Of course, opponents of these and other EPA regulations will surely raise a ruckus, and there will be loud cries in Congress to delay the regulations and even cut funding for the EPA. But the possibility remains that the agency could conceivably begin to chip away at U.S. emissions in the months and years ahead.
State Actions. Looking beyond Washington, state capitals were the focus of creative thinking and leadership on the issue of clean energy in 2010. Massachusetts, for example, set a statewide energy efficiency standard in 2010 supported by $1.6 billion in incentives. Meanwhile, California voters upheld the state’s greenhouse gas reduction law by defeating Proposition 23. This marked the first direct vote on addressing climate change in the United States, and it won in an overwhelming fashion.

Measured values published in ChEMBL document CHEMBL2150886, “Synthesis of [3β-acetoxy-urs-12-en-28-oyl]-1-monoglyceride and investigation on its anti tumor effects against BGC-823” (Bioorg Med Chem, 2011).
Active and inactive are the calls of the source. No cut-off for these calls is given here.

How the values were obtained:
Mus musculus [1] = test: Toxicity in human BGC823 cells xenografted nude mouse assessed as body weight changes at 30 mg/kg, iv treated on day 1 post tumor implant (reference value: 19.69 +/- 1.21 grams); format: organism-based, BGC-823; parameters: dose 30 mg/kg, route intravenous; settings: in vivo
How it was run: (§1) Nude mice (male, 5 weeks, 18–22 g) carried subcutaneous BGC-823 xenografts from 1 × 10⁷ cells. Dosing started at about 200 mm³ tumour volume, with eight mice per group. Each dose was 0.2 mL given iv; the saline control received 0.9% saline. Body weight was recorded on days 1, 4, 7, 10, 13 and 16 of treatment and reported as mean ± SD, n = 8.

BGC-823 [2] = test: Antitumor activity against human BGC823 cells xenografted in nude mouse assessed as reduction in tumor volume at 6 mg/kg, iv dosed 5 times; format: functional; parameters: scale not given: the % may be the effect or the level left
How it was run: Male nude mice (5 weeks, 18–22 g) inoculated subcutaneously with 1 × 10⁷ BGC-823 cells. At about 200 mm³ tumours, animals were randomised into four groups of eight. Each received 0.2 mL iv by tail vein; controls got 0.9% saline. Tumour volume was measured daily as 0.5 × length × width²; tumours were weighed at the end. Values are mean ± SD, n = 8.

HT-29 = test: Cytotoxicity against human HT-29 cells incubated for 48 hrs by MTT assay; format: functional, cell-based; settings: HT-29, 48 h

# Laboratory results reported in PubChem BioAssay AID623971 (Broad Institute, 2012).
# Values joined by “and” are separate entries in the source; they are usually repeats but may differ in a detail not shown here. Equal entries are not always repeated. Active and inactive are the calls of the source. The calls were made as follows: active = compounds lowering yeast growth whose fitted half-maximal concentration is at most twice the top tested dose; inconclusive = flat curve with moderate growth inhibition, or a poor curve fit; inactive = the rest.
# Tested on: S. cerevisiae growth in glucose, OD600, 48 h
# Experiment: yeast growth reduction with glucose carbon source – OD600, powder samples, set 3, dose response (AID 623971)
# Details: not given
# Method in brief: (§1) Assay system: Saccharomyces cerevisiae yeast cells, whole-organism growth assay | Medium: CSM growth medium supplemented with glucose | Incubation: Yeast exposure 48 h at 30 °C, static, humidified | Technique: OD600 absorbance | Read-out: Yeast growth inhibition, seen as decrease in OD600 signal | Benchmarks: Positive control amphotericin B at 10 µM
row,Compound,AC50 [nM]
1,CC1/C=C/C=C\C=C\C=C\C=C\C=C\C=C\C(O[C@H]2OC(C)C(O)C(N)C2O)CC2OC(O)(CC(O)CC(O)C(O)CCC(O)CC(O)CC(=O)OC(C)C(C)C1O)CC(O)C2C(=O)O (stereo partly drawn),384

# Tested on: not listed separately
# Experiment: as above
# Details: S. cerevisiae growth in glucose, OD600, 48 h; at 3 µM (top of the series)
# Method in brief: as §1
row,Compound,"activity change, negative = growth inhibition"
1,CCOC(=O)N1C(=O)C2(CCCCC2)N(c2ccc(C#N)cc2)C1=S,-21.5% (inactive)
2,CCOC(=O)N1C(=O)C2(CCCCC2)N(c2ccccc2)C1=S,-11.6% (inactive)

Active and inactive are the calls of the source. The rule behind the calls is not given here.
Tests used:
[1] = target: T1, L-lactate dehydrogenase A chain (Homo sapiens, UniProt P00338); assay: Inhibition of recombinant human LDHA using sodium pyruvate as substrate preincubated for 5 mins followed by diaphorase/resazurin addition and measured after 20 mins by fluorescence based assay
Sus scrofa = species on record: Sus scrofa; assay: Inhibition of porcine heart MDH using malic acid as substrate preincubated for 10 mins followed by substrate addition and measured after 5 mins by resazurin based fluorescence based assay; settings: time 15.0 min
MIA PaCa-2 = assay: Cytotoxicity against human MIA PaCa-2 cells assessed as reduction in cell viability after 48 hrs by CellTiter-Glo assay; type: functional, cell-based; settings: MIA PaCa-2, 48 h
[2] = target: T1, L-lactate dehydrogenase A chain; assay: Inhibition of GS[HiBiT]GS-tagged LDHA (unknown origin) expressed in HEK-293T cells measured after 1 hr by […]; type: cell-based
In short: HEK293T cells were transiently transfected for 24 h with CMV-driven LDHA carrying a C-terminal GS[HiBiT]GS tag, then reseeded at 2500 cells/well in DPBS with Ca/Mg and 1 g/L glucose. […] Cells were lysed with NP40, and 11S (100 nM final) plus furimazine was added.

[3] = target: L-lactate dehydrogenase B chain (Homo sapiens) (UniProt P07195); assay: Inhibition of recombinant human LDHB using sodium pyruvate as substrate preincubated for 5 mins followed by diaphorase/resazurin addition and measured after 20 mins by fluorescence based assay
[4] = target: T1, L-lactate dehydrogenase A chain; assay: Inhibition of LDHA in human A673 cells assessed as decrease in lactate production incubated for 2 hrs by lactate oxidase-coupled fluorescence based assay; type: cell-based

But the overall story regarding climate action in the states was more mixed. While several regional climate initiatives continued to push forward, the November elections brought to the nation’s statehouses a group of new leaders who adopted strong stands against climate action in their campaigns. We will stay tuned to see how their campaign rhetoric translates into governing.
International. The agreement reached by international negotiators in Cancún in December closed out 2010 on a positive note. The Cancún Agreements import the essential elements of the 2009 Copenhagen Accord into the U.N. Framework Convention on Climate Change, including a stronger system of support for developing countries and a stronger transparency regime to better assess whether countries are keeping their promises. The Cancún Agreements also mark the first time that all of the world’s major economies have made explicit mitigation pledges under the Convention.
Of course, the ultimate goal of the continuing international talks should be a legally-binding climate treaty, but in Cancún we saw countries agreeing on incremental steps that will deliver stronger action in the near term and lay the foundation for binding commitments down the road.